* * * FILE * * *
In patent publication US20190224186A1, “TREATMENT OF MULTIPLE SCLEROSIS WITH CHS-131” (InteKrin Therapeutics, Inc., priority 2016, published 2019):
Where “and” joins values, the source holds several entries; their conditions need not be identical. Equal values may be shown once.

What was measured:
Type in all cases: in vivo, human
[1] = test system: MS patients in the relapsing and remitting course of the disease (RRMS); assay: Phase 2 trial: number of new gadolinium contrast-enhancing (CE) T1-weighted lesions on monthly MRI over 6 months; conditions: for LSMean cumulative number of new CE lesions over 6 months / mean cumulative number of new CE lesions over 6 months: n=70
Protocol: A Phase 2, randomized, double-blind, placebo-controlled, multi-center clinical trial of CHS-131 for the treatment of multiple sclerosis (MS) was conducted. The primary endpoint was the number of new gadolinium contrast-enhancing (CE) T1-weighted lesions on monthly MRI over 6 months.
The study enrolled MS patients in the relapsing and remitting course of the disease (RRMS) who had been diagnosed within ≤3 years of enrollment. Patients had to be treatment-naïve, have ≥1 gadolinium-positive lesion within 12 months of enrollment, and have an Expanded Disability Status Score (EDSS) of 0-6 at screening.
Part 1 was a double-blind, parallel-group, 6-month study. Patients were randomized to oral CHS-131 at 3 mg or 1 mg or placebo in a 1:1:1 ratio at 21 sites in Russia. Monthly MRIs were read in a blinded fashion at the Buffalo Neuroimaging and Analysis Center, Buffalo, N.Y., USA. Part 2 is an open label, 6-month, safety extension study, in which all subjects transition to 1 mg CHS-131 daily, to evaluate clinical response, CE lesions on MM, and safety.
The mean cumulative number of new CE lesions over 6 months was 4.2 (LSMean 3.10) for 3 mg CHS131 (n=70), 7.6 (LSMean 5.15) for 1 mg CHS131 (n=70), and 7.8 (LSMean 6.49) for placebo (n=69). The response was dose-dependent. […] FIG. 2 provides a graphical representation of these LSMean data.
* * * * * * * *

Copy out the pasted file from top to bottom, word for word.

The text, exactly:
In patent publication US20190224186A1, “TREATMENT OF MULTIPLE SCLEROSIS WITH CHS-131” (InteKrin Therapeutics, Inc., priority 2016, published 2019):
Where “and” joins values, the source holds several entries; their conditions need not be identical. Equal values may be shown once.

What was measured:
Type in all cases: in vivo, human
[1] = test system: MS patients in the relapsing and remitting course of the disease (RRMS); assay: Phase 2 trial: number of new gadolinium contrast-enhancing (CE) T1-weighted lesions on monthly MRI over 6 months; conditions: for LSMean cumulative number of new CE lesions over 6 months / mean cumulative number of new CE lesions over 6 months: n=70
Protocol: A Phase 2, randomized, double-blind, placebo-controlled, multi-center clinical trial of CHS-131 for the treatment of multiple sclerosis (MS) was conducted. The primary endpoint was the number of new gadolinium contrast-enhancing (CE) T1-weighted lesions on monthly MRI over 6 months.
The study enrolled MS patients in the relapsing and remitting course of the disease (RRMS) who had been diagnosed within ≤3 years of enrollment. Patients had to be treatment-naïve, have ≥1 gadolinium-positive lesion within 12 months of enrollment, and have an Expanded Disability Status Score (EDSS) of 0-6 at screening.
Part 1 was a double-blind, parallel-group, 6-month study. Patients were randomized to oral CHS-131 at 3 mg or 1 mg or placebo in a 1:1:1 ratio at 21 sites in Russia. Monthly MRIs were read in a blinded fashion at the Buffalo Neuroimaging and Analysis Center, Buffalo, N.Y., USA. Part 2 is an open label, 6-month, safety extension study, in which all subjects transition to 1 mg CHS-131 daily, to evaluate clinical response, CE lesions on MM, and safety.
The mean cumulative number of new CE lesions over 6 months was 4.2 (LSMean 3.10) for 3 mg CHS131 (n=70), 7.6 (LSMean 5.15) for 1 mg CHS131 (n=70), and 7.8 (LSMean 6.49) for placebo (n=69). The response was dose-dependent. […] FIG. 2 provides a graphical representation of these LSMean data.